Monday, March 8, 2010

Bakeries selling leftovers from the Middle Ages

Generally praised as a culinary stronghold, it is amazing to note that the people of central Italy don’t know how to bake bread. In my opinion, bread from most parts of Tuscany and Umbria is compact, dry, bland and devoid of character, and therefore local housewives tend to camouflage the bread as crostini, bruschetta, panzanella or minestra and other courses that conceal the tastelessness.

In addition or perhaps as a consequence, bakeries in Tuscany and Umbria are hard to find, and when you finally spot a ‘panettiere’, they are either closed (due to the weather, the time of day, the time of week or the time of year) or out of bread. All you can hope to find when the shops reopen in the afternoon is a pound of baked flour so hard that it could be used in self defense as an instant knock out for approaching muggers. The taste is non-existent.

Of course the tasteless Umbrian and Tuscan bread has a perfectly sensible explanation.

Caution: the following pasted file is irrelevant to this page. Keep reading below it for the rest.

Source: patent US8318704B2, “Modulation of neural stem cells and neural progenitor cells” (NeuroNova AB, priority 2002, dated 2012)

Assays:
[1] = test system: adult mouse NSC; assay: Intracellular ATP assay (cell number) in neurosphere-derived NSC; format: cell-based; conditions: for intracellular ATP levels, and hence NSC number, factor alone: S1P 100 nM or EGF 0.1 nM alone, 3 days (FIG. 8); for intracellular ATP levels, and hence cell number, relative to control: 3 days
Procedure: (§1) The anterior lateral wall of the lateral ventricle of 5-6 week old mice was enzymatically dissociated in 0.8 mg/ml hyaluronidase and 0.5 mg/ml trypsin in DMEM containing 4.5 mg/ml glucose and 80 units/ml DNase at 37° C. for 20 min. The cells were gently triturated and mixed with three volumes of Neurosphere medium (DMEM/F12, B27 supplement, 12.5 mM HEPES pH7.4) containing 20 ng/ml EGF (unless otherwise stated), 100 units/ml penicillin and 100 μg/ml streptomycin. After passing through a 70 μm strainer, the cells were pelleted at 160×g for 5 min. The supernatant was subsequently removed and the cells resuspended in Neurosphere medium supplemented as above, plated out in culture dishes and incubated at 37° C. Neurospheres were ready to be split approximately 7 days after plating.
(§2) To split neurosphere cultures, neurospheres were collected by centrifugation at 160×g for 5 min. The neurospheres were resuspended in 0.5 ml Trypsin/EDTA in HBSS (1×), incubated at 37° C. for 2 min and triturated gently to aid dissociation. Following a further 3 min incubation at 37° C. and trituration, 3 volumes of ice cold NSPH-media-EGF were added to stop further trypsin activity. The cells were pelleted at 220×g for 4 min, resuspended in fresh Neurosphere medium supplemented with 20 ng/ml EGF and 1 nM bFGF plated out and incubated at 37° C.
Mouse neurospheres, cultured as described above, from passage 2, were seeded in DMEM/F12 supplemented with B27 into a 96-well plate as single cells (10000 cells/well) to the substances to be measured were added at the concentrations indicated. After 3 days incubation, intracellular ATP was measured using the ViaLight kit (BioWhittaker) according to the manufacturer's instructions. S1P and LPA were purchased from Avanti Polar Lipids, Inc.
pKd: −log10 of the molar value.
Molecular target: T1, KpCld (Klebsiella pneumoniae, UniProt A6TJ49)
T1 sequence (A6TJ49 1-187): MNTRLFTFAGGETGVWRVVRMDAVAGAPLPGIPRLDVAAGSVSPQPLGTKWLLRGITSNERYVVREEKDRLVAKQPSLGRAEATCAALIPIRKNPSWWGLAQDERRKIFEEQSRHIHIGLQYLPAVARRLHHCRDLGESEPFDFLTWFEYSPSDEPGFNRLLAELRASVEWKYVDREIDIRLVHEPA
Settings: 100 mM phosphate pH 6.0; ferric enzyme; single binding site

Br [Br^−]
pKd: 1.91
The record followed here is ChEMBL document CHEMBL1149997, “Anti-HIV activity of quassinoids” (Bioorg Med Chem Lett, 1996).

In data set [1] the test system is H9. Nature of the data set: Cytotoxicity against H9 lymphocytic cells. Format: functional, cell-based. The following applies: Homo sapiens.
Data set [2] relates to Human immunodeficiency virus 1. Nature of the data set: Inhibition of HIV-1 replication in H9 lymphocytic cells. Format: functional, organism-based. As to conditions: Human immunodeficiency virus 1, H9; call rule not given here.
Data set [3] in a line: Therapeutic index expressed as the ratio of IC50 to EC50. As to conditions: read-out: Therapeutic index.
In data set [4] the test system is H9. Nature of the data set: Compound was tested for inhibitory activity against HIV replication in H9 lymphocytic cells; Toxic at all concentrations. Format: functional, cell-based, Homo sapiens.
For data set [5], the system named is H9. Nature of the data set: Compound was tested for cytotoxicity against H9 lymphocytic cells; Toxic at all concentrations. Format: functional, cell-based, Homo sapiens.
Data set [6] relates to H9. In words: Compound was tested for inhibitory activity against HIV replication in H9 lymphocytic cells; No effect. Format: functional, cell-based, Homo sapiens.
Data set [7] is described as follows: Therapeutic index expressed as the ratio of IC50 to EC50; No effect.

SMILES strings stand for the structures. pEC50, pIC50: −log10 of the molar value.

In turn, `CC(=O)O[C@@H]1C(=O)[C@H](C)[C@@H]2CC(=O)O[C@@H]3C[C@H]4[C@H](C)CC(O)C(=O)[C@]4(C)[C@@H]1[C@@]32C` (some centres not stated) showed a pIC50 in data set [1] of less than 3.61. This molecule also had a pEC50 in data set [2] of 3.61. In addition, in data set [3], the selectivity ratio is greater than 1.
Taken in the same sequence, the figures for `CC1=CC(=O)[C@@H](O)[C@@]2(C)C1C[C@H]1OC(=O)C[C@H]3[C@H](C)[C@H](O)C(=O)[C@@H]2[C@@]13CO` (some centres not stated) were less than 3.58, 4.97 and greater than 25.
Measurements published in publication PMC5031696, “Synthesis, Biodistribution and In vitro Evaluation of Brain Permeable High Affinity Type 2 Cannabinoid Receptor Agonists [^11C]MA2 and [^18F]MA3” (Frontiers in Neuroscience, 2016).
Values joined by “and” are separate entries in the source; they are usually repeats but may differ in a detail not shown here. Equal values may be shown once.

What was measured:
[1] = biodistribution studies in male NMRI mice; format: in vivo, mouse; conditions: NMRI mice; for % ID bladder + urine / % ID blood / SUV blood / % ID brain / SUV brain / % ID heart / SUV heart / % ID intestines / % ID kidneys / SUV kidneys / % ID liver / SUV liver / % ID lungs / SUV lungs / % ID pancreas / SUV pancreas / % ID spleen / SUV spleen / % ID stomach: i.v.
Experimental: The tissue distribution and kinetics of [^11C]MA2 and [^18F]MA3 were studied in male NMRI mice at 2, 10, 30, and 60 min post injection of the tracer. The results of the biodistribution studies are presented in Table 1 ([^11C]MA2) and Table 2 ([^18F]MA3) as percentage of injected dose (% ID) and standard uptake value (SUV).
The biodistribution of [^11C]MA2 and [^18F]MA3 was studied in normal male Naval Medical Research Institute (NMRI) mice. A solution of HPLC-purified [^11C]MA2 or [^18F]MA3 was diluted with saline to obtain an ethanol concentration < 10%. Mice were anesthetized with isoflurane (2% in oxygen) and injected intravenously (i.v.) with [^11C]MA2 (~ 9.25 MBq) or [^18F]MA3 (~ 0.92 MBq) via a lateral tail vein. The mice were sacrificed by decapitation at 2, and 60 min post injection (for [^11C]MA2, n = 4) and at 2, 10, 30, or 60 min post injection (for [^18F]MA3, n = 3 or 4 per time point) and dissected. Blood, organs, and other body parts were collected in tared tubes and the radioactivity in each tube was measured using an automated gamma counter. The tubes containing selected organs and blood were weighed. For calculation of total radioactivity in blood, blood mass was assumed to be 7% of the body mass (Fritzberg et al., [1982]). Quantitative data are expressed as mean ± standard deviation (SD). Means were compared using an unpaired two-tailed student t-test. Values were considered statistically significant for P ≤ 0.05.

In the early Middle Ages, the rulers of Pisa cut off salt supplies lines from the coast in retaliation of a fall out with their rival in Florence. This made salt so costly that common husbandry forced people in central Tuscany to prepare bread without the addition of salt, and the inhabitants of Umbria had a similar experience.

In 1540, the slightly corrupt Pope Paul III imposed an indirect tax on salt, which immediately changed the culinary habits. The Pope forced the citizens of Perugia to purchase salt from the pontificates, and this in reality doubled the price, and caused major headaches as salt was a most effective means for the preservation of food. In response the people of Perugia sought to limit consumption and stopped adding salt to bread, and some of them are still willing to swear that ‘filone’ tastes better that way.

So even though salt tax has long been abolished and the salt supply lines to central Tuscany reestablished, the consequences live on. Instead of preparing bread with salt, people of central Italy prefer to bury their bread in heaps of tomatoes, onions, basil and olive oil. They drown it in a ribollita with cabbage, leeks, onions, potatos and beans. Or dissolve it in olive oil and balsamic vinegar before tossing in tomatoes, cucumbers and celery for a bread salad.

That way, stale Tuscan and Umbrian bread gives us a taste of history and becomes edible for outsiders without a share in the medieval salt wars.

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